If you were hoping President Joe Biden might break from former President Donald Trump's broad view of executive authority, don't hold your breath. On Wednesday afternoon, Biden plans on extending the Centers for Disease Control and Prevention's (CDC) eviction moratorium through the end of March.
That moratorium prohibits landlords—under penalty of stiff fines and even jail time—from evicting tenants for non-payment if they file a hardship declaration stating that they are unable to pay rent because of the pandemic and their eviction would result in them moving into a crowded living situation.
The Trump administration, through the CDC, first issued this moratorium back in September. It was extended through the end of January by the relief bill passed by Congress at the end of December.
Throughout the pandemic, federal housing agencies have issued a slew of eviction and foreclosure protections for residents of single-family homes financed or owned by a government-sponsored enterprise like Fannie Mae and Freddie Mac or with a federally insured mortgage. The CARES Act, passed in March 2020, paused evictions at multi-family properties with a federally insured mortgage and for renters receiving federal housing aid.
The CDC's eviction moratorium is distinct in that it applies to all rental properties nationwide, regardless of any federally insured mortgage or participation in a government housing program. The sweeping nature of that moratorium, and the fact that it was initially issued by executive fiat, has sparked numerous legal challenges.
"There's definitely separation-of-powers problems with the president just making up law or the CDC just making up law. That's what happened under Trump with the CDC when they issued the national eviction moratorium," says Luke Wake, an attorney with the Pacific Legal Foundation, which has filed multiple lawsuits challenging the CDC's moratorium. "Biden is doing this on the same flawed statutory construction."
The CDC has relied on a very broad interpretation of the Public Health Service Act to justify its initial moratorium. That law gives federal health officials the authority to make regulations "reasonably necessary" to prevent the interstate spread of communicable disease, including "inspection, fumigation, disinfection, sanitation, pest extermination, and destruction of animals or articles believed to be sources of infection."
The potential for evicted tenants to move into crowded living situations, spreading COVID-19 in those environments, made an eviction ban a "reasonably necessary" means of combating the pandemic, according to the CDC.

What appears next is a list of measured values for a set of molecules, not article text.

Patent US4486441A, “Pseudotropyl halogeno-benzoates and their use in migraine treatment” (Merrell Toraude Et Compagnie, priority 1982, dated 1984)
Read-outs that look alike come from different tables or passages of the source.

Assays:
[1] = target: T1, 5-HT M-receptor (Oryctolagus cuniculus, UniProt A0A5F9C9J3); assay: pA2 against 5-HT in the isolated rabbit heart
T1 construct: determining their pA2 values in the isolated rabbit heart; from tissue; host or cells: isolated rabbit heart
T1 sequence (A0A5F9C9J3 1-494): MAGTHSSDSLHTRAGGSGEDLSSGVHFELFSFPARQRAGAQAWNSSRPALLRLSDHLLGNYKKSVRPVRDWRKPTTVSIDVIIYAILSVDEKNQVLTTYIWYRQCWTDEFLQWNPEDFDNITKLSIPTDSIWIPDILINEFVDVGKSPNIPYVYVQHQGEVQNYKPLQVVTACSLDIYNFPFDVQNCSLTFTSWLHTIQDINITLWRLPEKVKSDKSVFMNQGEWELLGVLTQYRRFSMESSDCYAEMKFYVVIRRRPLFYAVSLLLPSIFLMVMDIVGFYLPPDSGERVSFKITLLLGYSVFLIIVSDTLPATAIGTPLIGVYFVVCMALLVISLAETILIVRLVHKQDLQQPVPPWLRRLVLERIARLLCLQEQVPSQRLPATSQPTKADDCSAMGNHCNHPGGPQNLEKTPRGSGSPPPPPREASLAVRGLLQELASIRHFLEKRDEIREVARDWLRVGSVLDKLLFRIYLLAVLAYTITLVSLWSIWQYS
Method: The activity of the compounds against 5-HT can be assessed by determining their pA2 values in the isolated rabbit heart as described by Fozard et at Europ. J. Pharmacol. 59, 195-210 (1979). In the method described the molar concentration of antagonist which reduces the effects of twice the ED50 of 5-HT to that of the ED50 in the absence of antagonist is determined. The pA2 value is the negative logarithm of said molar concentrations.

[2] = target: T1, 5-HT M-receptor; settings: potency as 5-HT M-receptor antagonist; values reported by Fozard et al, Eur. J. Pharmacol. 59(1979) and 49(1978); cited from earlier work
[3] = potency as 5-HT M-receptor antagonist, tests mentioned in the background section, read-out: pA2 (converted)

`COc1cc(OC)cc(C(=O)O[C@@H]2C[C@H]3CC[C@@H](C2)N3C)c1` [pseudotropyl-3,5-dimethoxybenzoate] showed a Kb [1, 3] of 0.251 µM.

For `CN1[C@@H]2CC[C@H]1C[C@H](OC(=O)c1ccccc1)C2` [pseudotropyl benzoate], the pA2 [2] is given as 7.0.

That's a sweeping claim of authority on the part of the agency, as some legal observers have noted.
"If Trump can use this authority to impose a nationwide eviction moratorium, Joe Biden (or some other future president) could use it to impose a nationwide mask mandate, a nationwide lockdown, or just about any other restriction of any activity that could potentially reduce the spread of the flu, the common cold, or any other disease," wrote George Mason University law professor Ilya Somin at the Volokh Conspiracy in September.
Biden himself appears unwilling to embrace this expansive view of executive power when it comes to things like masks. The president initially claimed on the campaign trail that he could issue a nationwide mask mandate before deciding that that power was beyond the scope of the presidency. Last week he also explicitly called on Congress to pass another extension of the nationwide eviction moratorium through the end of September 2021.
All of that would suggest that even Biden believes congressional action is necessary to extend the CDC's eviction moratorium.
"There's a sense that [Biden] can't really do it, or it's legally questionable about whether he can legally do it, so he wants to get Congress to do something to cover his tracks," Wake tells Reason. "The fact that Congress did pass a bill to provide a nationwide moratorium on evictions for a month speaks to the fact that when Congress wants to pass that kind of legislation, they can do it."
At best, this suggests Biden has an inconsistent view of his own powers to fight the pandemic. More concerning is the possibility that the new president is letting politics, not legal principles, guide his executive actions.
If that's true, Biden is forgoing the imposition of a nationwide mask mandate not because it would be illegal, but because it would be unpopular.
It raises the worrying possibility that the president could impose any number of pandemic-related restrictions, from a mask mandate to business closures, should he perceive that to be a politically advantageous move.